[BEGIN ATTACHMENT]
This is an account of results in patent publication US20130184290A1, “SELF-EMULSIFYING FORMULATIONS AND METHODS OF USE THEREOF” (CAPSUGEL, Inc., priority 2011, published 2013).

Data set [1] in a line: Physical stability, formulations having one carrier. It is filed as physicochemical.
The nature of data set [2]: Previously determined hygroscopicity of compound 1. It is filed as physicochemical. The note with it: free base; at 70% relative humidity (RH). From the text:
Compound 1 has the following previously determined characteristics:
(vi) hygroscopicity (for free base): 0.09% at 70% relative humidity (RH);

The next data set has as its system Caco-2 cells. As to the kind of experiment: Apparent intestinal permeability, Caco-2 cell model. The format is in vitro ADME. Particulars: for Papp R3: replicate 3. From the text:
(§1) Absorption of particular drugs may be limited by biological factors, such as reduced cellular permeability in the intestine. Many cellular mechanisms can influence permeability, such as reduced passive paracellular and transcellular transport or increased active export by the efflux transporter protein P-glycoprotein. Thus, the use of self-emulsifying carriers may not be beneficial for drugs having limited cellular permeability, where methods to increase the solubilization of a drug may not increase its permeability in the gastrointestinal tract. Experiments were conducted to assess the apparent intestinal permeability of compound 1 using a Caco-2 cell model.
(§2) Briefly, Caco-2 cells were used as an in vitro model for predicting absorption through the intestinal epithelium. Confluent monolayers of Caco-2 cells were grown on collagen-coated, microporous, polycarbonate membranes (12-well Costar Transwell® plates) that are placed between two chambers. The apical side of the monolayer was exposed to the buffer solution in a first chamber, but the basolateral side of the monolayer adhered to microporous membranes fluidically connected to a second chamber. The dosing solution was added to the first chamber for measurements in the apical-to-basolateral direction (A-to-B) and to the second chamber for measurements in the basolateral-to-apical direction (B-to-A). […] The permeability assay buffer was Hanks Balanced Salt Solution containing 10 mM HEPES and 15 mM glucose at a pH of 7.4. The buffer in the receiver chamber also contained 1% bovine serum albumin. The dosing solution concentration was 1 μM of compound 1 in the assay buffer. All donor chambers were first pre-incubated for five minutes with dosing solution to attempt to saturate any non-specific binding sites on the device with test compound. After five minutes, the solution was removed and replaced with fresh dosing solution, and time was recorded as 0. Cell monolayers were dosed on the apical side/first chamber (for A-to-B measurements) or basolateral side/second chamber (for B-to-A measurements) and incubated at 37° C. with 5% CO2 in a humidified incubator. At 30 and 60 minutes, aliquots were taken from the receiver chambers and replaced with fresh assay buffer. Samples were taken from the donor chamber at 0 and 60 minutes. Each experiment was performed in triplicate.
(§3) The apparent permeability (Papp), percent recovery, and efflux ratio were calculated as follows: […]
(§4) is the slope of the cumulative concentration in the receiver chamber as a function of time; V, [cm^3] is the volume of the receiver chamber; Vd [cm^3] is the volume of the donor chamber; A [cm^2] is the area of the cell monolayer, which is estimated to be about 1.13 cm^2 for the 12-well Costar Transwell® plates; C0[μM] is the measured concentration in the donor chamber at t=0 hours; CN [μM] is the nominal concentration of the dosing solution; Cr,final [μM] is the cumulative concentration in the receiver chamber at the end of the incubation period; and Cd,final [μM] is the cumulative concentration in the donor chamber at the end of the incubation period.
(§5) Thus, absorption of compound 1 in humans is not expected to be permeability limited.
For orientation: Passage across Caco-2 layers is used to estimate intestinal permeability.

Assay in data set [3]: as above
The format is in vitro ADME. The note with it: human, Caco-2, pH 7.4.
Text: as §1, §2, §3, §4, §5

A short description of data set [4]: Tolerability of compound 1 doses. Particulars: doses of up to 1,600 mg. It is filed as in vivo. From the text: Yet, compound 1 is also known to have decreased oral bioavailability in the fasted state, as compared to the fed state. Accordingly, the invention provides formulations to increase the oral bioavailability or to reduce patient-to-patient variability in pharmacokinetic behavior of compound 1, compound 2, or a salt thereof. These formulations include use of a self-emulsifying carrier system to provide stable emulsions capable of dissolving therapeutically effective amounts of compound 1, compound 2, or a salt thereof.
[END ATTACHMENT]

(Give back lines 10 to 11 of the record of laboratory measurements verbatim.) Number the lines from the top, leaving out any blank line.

(§4) is the slope of the cumulative concentration in the receiver chamber as a function of time; V, [cm^3] is the volume of the receiver chamber; Vd [cm^3] is the volume of the donor chamber; A [cm^2] is the area of the cell monolayer, which is estimated to be about 1.13 cm^2 for the 12-well Costar Transwell® plates; C0[μM] is the measured concentration in the donor chamber at t=0 hours; CN [μM] is the nominal concentration of the dosing solution; Cr,final [μM] is the cumulative concentration in the receiver chamber at the end of the incubation period; and Cd,final [μM] is the cumulative concentration in the donor chamber at the end of the incubation period.
(§5) Thus, absorption of compound 1 in humans is not expected to be permeability limited.